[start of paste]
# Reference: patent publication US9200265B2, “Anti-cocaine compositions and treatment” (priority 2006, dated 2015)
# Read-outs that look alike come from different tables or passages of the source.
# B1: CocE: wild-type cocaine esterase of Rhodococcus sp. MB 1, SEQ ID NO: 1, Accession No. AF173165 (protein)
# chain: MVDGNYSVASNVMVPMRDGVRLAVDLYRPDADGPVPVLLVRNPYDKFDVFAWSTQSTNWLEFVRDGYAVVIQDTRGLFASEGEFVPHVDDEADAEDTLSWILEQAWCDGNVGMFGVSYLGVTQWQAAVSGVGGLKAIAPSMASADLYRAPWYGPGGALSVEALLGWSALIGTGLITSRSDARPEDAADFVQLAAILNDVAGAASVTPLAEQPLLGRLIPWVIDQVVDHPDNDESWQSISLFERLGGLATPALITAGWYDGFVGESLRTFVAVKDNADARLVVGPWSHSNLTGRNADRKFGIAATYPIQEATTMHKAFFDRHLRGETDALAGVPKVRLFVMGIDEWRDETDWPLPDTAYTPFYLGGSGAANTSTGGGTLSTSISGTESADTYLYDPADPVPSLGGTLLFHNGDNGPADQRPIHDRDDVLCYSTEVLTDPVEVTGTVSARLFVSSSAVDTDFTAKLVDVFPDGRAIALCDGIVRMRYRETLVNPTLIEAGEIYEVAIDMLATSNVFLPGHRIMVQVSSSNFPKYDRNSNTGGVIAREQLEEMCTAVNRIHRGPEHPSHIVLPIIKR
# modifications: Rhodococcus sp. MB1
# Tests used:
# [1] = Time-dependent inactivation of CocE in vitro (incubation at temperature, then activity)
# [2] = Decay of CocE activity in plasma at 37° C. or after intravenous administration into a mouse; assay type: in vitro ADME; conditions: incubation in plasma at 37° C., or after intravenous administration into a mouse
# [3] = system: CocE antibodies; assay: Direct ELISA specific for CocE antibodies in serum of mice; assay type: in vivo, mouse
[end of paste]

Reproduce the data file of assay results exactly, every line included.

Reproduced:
# Reference: patent publication US9200265B2, “Anti-cocaine compositions and treatment” (priority 2006, dated 2015)
# Read-outs that look alike come from different tables or passages of the source.
# B1: CocE: wild-type cocaine esterase of Rhodococcus sp. MB 1, SEQ ID NO: 1, Accession No. AF173165 (protein)
# chain: MVDGNYSVASNVMVPMRDGVRLAVDLYRPDADGPVPVLLVRNPYDKFDVFAWSTQSTNWLEFVRDGYAVVIQDTRGLFASEGEFVPHVDDEADAEDTLSWILEQAWCDGNVGMFGVSYLGVTQWQAAVSGVGGLKAIAPSMASADLYRAPWYGPGGALSVEALLGWSALIGTGLITSRSDARPEDAADFVQLAAILNDVAGAASVTPLAEQPLLGRLIPWVIDQVVDHPDNDESWQSISLFERLGGLATPALITAGWYDGFVGESLRTFVAVKDNADARLVVGPWSHSNLTGRNADRKFGIAATYPIQEATTMHKAFFDRHLRGETDALAGVPKVRLFVMGIDEWRDETDWPLPDTAYTPFYLGGSGAANTSTGGGTLSTSISGTESADTYLYDPADPVPSLGGTLLFHNGDNGPADQRPIHDRDDVLCYSTEVLTDPVEVTGTVSARLFVSSSAVDTDFTAKLVDVFPDGRAIALCDGIVRMRYRETLVNPTLIEAGEIYEVAIDMLATSNVFLPGHRIMVQVSSSNFPKYDRNSNTGGVIAREQLEEMCTAVNRIHRGPEHPSHIVLPIIKR
# modifications: Rhodococcus sp. MB1
# Tests used:
# [1] = Time-dependent inactivation of CocE in vitro (incubation at temperature, then activity)
# [2] = Decay of CocE activity in plasma at 37° C. or after intravenous administration into a mouse; assay type: in vitro ADME; conditions: incubation in plasma at 37° C., or after intravenous administration into a mouse
# [3] = system: CocE antibodies; assay: Direct ELISA specific for CocE antibodies in serum of mice; assay type: in vivo, mouse